Over the past few weeks I’ve attend TMC’s Interactive Client Forum and Descartes’ Evolution 2011 User Conference (TMC and Descartes are ARC clients). At both conferences, there were speakers focused on regulatory trends in transportation. The Descartes conference featured Annette Sandberg, a former Administrator of the Federal Motor Carrier Safety Administration (FMCSA). TMC’s conference featured Angie Freeman, C.H. Robinson’s VP of Investor Relations and Public Affairs (TMC is the transportation managed services division of C.H. Robinson Worldwide).
“Hopefully everyone’s had their coffee because I’m going to speak about regulatory issues,” Annette joked at the beginning of her speech. But I found her speech, and Angie’s, interesting and insightful. What I particularly valued is that both speakers – two very smart women – did not just report on where regulations stood, but gave their informed opinion on where things are likely to go.
Here are my four main takeaways from the two speeches:
1. Since we are going into an election year, the pace of regulation will slow down because agencies don’t want to create any controversy. Deadlines have already slipped for several pending rules, and many will slip further.
2. There has been a lot of focus on Hours of Service (HOS). Of all the pending transportation regulations, HOS is the least likely to happen. The Obama administration has admitted that it is one of the most expensive rules pending across all US government agencies. Further, once the rulemaking process is finalized, it is susceptible to a successful court appeal because the FMCSA changed the way it conducted its required cost/benefit analysis for this regulation.
3. If you go to the site where the Carrier Safety Measurement Safety (SMS) data is displayed, there is a disclosure that states “Readers should not draw conclusions about a carrier’s overall safety condition simply based on the data displayed in this system.” Many shippers believe that this disclosure helps protect them from litigation if they use a carrier with marginal or unfit ratings that ends up in a crash. But they are mistaken. Motor carriers are only mandated to carry at least $750,000 in insurance. If there is a crash that causes multiple fatalities, $750,000 does not go very far. Lawyers will go after shippers and brokers with deeper pockets.
So what should a shipper do? Have a policy framework in place and follow it consistently. That policy should include checking SMS scores of your carriers frequently (there are software solutions that have proactive alerts for this). The policy should also set standards for which carriers can and can’t be used based on their scores. One key piece of advice: don’t make this policy too restrictive. In case of a lawsuit, it is worse to have a policy in place and not follow it then not to have a policy at all. So before deciding what sort of policy to implement, shippers are advised to do a simulation and see how many carriers would fall out of their routing guide based on a particular driver scoring threshold. But also realize that using carriers with overall ratings of “Unfit” or “Marginal” could be dangerous.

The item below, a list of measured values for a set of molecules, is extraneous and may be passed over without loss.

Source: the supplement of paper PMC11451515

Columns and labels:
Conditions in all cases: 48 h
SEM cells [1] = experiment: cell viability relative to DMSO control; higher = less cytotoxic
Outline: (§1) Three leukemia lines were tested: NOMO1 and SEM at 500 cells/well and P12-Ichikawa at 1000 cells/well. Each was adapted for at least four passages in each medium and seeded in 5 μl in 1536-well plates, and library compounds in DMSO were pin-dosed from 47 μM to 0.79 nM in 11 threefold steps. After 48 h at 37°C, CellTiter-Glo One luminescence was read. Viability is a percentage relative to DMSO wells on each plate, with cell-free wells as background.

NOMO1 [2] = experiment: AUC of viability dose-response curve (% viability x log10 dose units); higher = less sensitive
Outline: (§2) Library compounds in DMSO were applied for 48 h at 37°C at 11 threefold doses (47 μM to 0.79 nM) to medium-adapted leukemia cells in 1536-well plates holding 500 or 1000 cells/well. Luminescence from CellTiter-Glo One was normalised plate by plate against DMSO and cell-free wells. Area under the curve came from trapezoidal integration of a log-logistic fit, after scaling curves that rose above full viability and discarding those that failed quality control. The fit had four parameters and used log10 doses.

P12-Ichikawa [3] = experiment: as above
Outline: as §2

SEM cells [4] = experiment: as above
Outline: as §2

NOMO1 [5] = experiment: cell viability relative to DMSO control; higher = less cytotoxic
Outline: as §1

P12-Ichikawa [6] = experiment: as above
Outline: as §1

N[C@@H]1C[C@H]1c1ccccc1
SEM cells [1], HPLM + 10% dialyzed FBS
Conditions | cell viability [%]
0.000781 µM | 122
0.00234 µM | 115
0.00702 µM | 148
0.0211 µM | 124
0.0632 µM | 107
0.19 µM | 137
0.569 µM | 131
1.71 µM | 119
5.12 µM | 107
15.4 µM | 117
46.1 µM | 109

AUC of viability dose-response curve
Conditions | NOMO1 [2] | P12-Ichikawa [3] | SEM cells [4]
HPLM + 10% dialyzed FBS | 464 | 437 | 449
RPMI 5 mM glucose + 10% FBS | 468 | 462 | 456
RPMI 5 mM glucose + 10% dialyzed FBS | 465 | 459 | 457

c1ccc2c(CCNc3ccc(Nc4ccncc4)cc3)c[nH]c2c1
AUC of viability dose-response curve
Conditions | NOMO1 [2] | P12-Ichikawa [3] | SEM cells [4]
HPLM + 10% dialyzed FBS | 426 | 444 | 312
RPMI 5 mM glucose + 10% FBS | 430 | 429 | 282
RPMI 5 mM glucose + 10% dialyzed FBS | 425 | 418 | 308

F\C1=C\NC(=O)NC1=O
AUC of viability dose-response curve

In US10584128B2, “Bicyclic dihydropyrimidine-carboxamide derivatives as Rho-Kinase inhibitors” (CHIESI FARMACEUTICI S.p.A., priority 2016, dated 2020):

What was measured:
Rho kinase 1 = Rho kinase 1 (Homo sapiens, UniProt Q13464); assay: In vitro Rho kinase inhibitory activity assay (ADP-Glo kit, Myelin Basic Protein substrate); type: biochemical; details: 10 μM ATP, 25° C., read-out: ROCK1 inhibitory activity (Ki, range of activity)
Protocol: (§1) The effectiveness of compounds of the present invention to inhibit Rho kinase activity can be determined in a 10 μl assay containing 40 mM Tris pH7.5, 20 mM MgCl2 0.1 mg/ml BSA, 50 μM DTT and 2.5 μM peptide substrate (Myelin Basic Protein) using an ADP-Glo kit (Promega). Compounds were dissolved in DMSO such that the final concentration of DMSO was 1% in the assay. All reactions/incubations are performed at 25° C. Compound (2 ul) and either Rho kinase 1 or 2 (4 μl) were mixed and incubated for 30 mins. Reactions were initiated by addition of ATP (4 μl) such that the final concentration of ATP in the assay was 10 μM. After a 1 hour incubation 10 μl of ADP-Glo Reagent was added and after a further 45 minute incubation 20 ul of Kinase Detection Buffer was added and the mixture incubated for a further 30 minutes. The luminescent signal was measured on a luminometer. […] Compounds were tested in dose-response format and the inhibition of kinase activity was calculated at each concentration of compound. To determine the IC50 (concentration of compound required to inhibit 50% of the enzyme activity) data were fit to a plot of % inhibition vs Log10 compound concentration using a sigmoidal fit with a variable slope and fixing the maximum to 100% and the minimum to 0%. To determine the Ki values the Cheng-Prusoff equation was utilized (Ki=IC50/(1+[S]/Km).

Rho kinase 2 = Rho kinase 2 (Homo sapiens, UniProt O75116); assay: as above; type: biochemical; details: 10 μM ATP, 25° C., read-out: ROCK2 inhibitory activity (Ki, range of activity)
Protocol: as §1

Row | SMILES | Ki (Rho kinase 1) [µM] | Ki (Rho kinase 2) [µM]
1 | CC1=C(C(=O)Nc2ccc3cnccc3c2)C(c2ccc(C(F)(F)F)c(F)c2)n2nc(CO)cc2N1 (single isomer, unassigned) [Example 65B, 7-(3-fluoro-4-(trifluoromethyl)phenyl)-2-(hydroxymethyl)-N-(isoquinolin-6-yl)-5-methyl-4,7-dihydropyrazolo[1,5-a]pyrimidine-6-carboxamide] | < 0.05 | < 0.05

4. Electronic On-Board Recorders (EOBRs) are being proposed as a way to replace paper documentation to show compliance to HOS. While the mobility revolution is driving down the cost of GPS-enabled mobile devices, EOBRs are actually pretty expensive – a $1,000-$4,000 purchase price – based on the requirement that law enforcement officials must be able to plug into the device to download data. Despite the expense, there will likely be an industry-wide EOBR mandate within the next 5 years.
The FMCSA, as part of its ongoing responsibilities, audits carriers and asks them if they use GPS to track their trucks. If a carrier says yes, they compare the GPS data to the paper logs. Between 30 and 70 percent of the time the entries don’t match. As a result, a carrier’s rating can move from satisfactory to conditional and the carrier can lose business. In short, there are good reasons for a carrier to use an EOBR even if it is not required.
Whenever regulations are discussed, carriers and shippers assume that transportation costs will rise. But transportation costs are far more correlated with the price of fuel than anything else. In fact, there is a graph in Morgan Stanley’s June 2011 freight transportation report that shows drivers have lost ground during this economic downturn as compared to an index of the Wages & Salaries of Private Industry Workers and the Consumer Price Index. As of now, there is no real proof of a driver shortage because if there was a shortage, driver wages would be rising.